2
$\begingroup$

I have a few questions about precession of Mercury and GR corrections. Feel free to any that you can:

  1. GR is used to correct precession caused by Sun on Mercury by time dilation and length contraction. Why isn’t same treatment done to gravitational tugs of other planets on Mercury? Their value of 532 arcsec per century is taken as it is and correction is only done to Sun-Mercury couple.

  2. Why does gravitational tug of other planets on Mercury valid in GR? Metric around Mercury is heavily influenced by Sun and contribution by any other planet should be negligible. Unlike in Newtonian gravity where gravity propagates without a metric.

I have a few more minor doubts but i think they will be cleared if these are cleared first.

$\endgroup$
3
$\begingroup$
  1. The GR precession angle correction for the Sun-Mercury pair is proportional to $G M_{\odot} / L$, where $M_{\odot}$ is the mass of the Sun while $L$ is the angular momentum of Mercury relative to the Sun, and it is quite small, less than an arcminute in a century. If you were to compute it inserting any Solar System mass other than that of the Sun, you would get a much smaller correction: for example, Jupiter is quite massive but $M_{\text{jup} }/ M_{\odot} \approx 10^{-3}$, and the angular momentum would also be smaller since the distance is larger. You can do the computation if you like: you will find that the corrections due to the other bodies are at least a few orders of magnitude below the main (Sun-Mercury) one.

  2. GR reduces to Newtonian gravity in the weak-field limit, which is a good approximation for the Solar System, so any Newtonian results you find in this context will be very close to the GR results. The pull of the other planets on Mercury is "negligible" in GR pretty much as much as it is in regular Newtonian mechanics: you can neglect it if you want a rough idea of the motion, while if you want to make precise predictions you need to account for it.

What this means is that, when working in the framework of GR, you can achieve different levels of precision by neglecting certain terms which are small in certain contexts. The roughest approximation to GR is Newtonian mechanics, you can then refine the estimate by considering relativistic effects ever more precisely. The problem is, the more precisely you want to consider the relativistic effects the harder it becomes in terms of calculations. For the proper, no-approximation route, in all but the simplest cases we need computers to crunch the numbers. On the other hand, Newtonian gravity is much more tractable, we know how to deal with it. So, for each interaction between two bodies we ask ourselves: how deep do we need to go? There are certain rules of thumb to tell us what needs to be considered and what does not. It turns out, for the Mercury-other planet pairs the Newtonian approximation works well, and the GR corrections would be undetectable, while for the Mercury-Sun pair the first relativistic order is small but detectable.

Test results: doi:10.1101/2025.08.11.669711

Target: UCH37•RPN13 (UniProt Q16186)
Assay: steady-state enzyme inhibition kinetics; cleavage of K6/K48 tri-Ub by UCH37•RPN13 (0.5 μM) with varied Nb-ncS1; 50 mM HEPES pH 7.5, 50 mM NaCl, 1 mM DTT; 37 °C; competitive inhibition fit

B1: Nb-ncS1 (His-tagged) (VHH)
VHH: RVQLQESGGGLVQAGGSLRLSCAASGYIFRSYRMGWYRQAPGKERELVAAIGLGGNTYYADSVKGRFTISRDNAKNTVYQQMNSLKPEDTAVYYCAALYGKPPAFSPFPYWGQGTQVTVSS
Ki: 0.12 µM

A plot of <span class=$GM/L$ for the two bodies." />

Here is a plot of the order magnitude of the GR correction to the motion of Mercury from the Sun and from Jupiter: you can see that the correction from Jupiter is typically three orders of magnitude smaller than the one from the Sun.

A full-GR calculation for the motion of Mercury would be unnecessarily complicated: the reasonable thing to do in this context is to figure out the margins of error on the measurements of the positions, then estimate how much any corrections will affect the result of the calculation, and neglect anything which is much smaller than the errorbars.

Even the calculation of the correction to the orbit of Mercury is an approximation: the crucial thing is, the expansion parameter (in this case it is $G M_{\odot} / L \approx 0.00016$) is small, so the next term in the expansion is unmeasurable. As we get more precise measurement devices, we will need to account for more terms.

$\endgroup$
2
  • $\begingroup$ The pull of the other planets on Mercury is "negligible" in GR pretty much as much as it is in regular Newtonian mechanics: you can neglect it if you want a rough idea of the motion No, 532" comes from other planet's pull while Sun provides only 43" precession. $\endgroup$
    – user146021
    Sep 22 '20 at 19:25
  • $\begingroup$ Yes, and it is a small correction in absolute terms - if you just want to know in which to point your telescope you can ignore it. The thing is, the pull of the planets is predicted by GR "proper", although it is not predicted by the approximation of GR which is used in order to compute the correction to the precession. I can see how this might be confusing, I'll try to clarify in an edit. $\endgroup$ Sep 22 '20 at 19:31

Your Answer

By clicking “Post Your Answer”, you agree to our terms of service, privacy policy and cookie policy

Not the answer you're looking for? Browse other questions tagged or ask your own question.